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Historic Landmark Preservation Commission: County Rest Home

County Rest Home, view from southeast

Central building detail, facing east

North wing front

South wing front

South side, southeast view

South wing side entrance

Southwest view

Steps to south wing back entrance

Central building rear

North wing, north side

West (rear) view, 1921

Interior, stairs at main entrance

Interior, hallway

Site of the "Poor House"

Intersection of Old County Farm Road, Caraway Mountain Road and Green Farm Road west of Asheboro.

Cottages at the Poor House site, prior to 1921

Cottage at Poor House site

Hand dug well, 1827, at Poor House site

Dug by Benjamin Moore over 27 days.

Arrangement of Poor House site

Read the Landmark Designation Report

Read the Landmark Designation Resolution

Prior to the establishment of federal safety net programs and private care facilities for the aged and impoverished, counties in North Carolina were responsible the care of the needy. In 1826, Randolph County's Wardens of the Poor purchased land west of Asheboro for a "Poor House" at the present-day intersections Caraway Mountain Road, Old County Farm Road, and Green Farm Road. The Poor House was a collection of cottages in which the residents lived. Overseers (also called stewards or undertakers) operated the Poor House under contract to the Wardens. A special tax was levied for the upkeep of the Poor House and the care of its residents. Local physicians were hired to see to the residents' medical needs, and ministers to see to their spiritual needs, on a rotating basis.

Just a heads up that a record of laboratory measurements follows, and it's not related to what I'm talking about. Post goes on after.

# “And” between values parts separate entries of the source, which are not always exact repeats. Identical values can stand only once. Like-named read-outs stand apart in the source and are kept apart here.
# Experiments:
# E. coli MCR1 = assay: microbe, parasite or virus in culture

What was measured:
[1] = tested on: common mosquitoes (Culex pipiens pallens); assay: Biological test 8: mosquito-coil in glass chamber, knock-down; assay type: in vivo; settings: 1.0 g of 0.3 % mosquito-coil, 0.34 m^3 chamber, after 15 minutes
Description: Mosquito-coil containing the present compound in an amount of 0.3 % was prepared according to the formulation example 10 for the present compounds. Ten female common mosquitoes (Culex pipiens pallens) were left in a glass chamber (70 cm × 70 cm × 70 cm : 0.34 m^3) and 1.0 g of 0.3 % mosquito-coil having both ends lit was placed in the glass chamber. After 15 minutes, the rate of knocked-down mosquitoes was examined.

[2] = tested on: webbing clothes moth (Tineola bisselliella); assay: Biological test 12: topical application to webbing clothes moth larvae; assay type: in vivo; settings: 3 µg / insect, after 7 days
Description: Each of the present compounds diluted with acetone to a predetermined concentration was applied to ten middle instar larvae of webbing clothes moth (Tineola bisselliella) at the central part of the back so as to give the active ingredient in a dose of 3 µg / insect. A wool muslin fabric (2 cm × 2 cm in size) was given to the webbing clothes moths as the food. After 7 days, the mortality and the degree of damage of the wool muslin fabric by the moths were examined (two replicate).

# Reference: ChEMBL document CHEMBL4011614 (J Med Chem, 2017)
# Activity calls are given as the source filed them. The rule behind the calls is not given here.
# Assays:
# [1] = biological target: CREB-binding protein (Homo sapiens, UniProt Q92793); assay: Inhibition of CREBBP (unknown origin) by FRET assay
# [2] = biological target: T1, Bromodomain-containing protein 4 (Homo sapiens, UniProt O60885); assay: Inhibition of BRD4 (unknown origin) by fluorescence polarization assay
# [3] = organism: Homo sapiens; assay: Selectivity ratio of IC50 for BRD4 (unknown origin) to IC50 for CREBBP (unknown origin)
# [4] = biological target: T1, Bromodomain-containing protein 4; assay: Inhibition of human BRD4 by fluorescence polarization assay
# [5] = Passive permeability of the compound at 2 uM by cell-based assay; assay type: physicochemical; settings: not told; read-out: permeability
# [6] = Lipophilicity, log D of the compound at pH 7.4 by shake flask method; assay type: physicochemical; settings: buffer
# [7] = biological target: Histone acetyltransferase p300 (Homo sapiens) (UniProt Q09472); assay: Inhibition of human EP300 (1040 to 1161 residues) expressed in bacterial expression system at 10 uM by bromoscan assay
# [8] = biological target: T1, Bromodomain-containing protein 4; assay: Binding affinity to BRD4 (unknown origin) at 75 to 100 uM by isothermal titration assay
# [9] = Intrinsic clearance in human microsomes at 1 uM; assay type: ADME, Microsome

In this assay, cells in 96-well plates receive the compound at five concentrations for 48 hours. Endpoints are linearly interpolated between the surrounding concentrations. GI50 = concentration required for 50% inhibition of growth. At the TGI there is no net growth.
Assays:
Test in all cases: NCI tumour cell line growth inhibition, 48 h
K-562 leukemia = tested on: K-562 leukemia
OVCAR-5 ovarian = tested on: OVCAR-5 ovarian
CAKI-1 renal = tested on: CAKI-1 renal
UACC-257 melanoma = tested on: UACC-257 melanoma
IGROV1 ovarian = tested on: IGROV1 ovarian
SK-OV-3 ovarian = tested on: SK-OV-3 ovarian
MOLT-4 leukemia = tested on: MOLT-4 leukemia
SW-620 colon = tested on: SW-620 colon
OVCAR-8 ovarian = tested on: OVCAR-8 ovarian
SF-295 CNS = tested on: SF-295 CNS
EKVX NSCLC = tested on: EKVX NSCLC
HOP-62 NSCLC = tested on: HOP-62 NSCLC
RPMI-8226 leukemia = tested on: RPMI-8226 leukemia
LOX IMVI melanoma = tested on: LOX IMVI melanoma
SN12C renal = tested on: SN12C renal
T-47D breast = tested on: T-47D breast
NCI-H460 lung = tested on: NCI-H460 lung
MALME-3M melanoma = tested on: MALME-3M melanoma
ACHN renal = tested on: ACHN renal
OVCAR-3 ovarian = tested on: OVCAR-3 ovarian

The systems was modernized in 1922 with the completion of the County Rest Home on the "highway leading from Washington to Atlanta," now South Fayetteville Street in Asheboro. At the time, the site, purchased by the county commissioners from R.J. Hopkins, was about a mile outside the city limits. Built at a cost of $43,600, the sprawling structure is an example of a transition from the boxy turn-of-the-century Craftsman or "American Foursquare" style of residential design to the Bungalow style. The plan of the complex of buildings is the familiar service wing-and-hyphen "plantation house" design that goes all the way back to English Baroque examples, and was first seen in America in the Governor's Palace in Williamsburg.

The new County Rest Home was occupied in May 1922 by Superintendent N.H. Ferguson and his family, and 20 "inmates." "It is modern and up-to-date in every respect," Asheboro's The Courier newspaper stated in a June 8, 1922, article.

The county directly operated the rest home until 1958, when Cap and Mabel Burrow, owners of Therapeutic Alternatives, took over as contractors at the request of the county commissioners. In 1961, the county government involvement ended and the Burrows operated it as a private facility, Randolph Rest Home, until 1990.